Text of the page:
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The Larch Theater (a not-a-19.6-system) - Page 3

post #61 of 380
Thread Starter 
I'll be using it as a reference when rebuilding, to make sure the final result is better than what I started with. It will also be interesting to find out which steps yields the largest impovements. But first I'll get a much worse curve when doing a new one after I've torn the inner walls and ceiling down...
post #62 of 380
Thread Starter 
About all ceiling and side walls torn down, time for a new baseline before starting to go down the rebuild road, new curve is the "noisol" one:

avs16.jpg

The purple arc which most of you cannot read the lable for is the disturbance level use by authorities here - 25dBA for bass rich material, which is my primary but not ultimate goal.

In general, what I've torn down so far seems to have had ~20-24dB of dampening except in the lower bass. (Given that I use music, not test signals, some deviations on measurements are expected.)
Edited by Nightlord - 5/8/13 at 1:51pm
post #63 of 380
Looks like a very involved process. I hope all of this effort gets you the acoustic environment you are looking for when the room is rebuilt!

Just so you know I am subscribed and following along....just not a lot of comment I can add to the discussion.

Keep up the good work!
post #64 of 380
Thread Starter 
Thanks, man! smile.gif
post #65 of 380
More pics! smile.gif
post #66 of 380
Thread Starter 
Nothing particularly different to show, will come when there is.
post #67 of 380
Thread Starter 
Have snapped a few ones now, will post when I've had the chance to upload, timestamp and scale them.
post #68 of 380
Thread Starter 
Here's how the ceiling looked like when all apart from extreme rear end 'cleaned':
avs17.jpg
...looks like new after 13 years. smile.gif

Here's the proof-of-concept for closing up the 'holes'
avs18.jpg
...must say it turned out better than I hoped. So after having done that it was off for more of the same materials.

Will plug the foremost four holes and add drywall to the ceiling in those compartments and then I'll do another measurement to see how much that did.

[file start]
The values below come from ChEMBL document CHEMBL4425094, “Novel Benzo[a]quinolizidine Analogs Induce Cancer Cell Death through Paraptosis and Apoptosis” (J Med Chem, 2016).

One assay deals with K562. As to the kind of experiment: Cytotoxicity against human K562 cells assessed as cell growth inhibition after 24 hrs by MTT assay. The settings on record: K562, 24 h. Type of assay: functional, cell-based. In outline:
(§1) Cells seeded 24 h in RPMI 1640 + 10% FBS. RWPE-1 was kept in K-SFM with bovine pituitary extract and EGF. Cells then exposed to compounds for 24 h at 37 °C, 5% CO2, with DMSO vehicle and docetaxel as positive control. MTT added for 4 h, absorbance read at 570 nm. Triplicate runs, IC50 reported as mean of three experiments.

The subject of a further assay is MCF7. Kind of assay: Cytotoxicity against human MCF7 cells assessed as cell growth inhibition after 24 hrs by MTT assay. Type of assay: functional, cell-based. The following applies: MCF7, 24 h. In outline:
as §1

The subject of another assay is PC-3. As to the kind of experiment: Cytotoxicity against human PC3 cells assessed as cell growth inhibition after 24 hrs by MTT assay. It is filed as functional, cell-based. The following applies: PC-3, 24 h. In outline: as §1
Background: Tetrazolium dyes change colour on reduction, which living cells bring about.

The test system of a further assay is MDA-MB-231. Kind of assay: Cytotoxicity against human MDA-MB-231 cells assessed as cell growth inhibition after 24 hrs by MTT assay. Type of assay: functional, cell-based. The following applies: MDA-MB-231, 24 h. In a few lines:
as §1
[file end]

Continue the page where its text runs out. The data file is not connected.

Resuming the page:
Perhaps time to order a bucket of Green Glue, if I'm to do another layer?
post #69 of 380
Sorry I haven't been back through the thread to properly understand these photos ... but what exactly do they show ? The joists appear too small and far apart for that to be a floor, plus there seems to be a gang-nail joint near the centre of the span.
post #70 of 380
Thread Starter 
It is a floor. There's an attic full of things above, probably a ton or two, but the heaviest things like spare roof tiles are placed closest to the walls.The rafters was calculated and built by a professional building company. There may be differences in Swedish and your building codes on what's allowed. I've had questions about the 1200mm span and it does not appear to flex walking on it and there is no visual proof of it being bent the slightest anywhere.
post #71 of 380
It looks like standard 2x6 "joists" at 30" on center with standard 2x4s pressed tightly together as the flooring. Definitely different building codes than in the United States, even for an attic storage area!
post #72 of 380
Thread Starter 
It's tongue&groove boards and they are more 1x4. And been in use for 13 years by now.
Edited by Nightlord - 5/10/13 at 4:32am
post #73 of 380
Thread Starter 
The 'easy' compartment done (those where a normal chair was enough to reach), the stepladder ones begun.
avs19.jpg

Per recommendation of a friend, I'm caulking every seam of the T&G before putting the DW. Had to go buy a few boxes more caulk yesterday, went through almost one box (12x 310ml) for the first nine sheets (2'x4').

Vacation period over, so if I can get two up per day, that's take all of May for sure. Hope this effort will be measurable.
post #74 of 380
Will you be putting up one or two layers?
post #75 of 380
Thread Starter 
Quote:
Originally Posted by TMcG View Post

Will you be putting up one or two layers?

Well, given that this is for the outer wall and there will be a non-connected inner ceiling (room-in-a-room construction), I'm wondering how much it will gain me compared to losing me another 12mm ceiling height. I haven't decided on it, I'm finishing this layer and taking a new measurement and will re-plan from there. This is more of a treatment to cancel any leaks/flanking that way. I probably don't have this layer in any of my digital renderings, to be honest.

The "holes" will be treated more, so I'm very likely to add a second layer there plus insulation, but I'm not doing that until I have some numbers on how much this single layer does.
post #76 of 380